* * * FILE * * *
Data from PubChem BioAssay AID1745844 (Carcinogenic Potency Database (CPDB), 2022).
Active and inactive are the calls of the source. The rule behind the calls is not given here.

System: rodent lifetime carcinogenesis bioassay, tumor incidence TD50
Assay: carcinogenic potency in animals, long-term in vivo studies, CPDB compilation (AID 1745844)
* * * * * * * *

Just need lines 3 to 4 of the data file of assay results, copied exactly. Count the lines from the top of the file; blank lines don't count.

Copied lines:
System: rodent lifetime carcinogenesis bioassay, tumor incidence TD50
Assay: carcinogenic potency in animals, long-term in vivo studies, CPDB compilation (AID 1745844)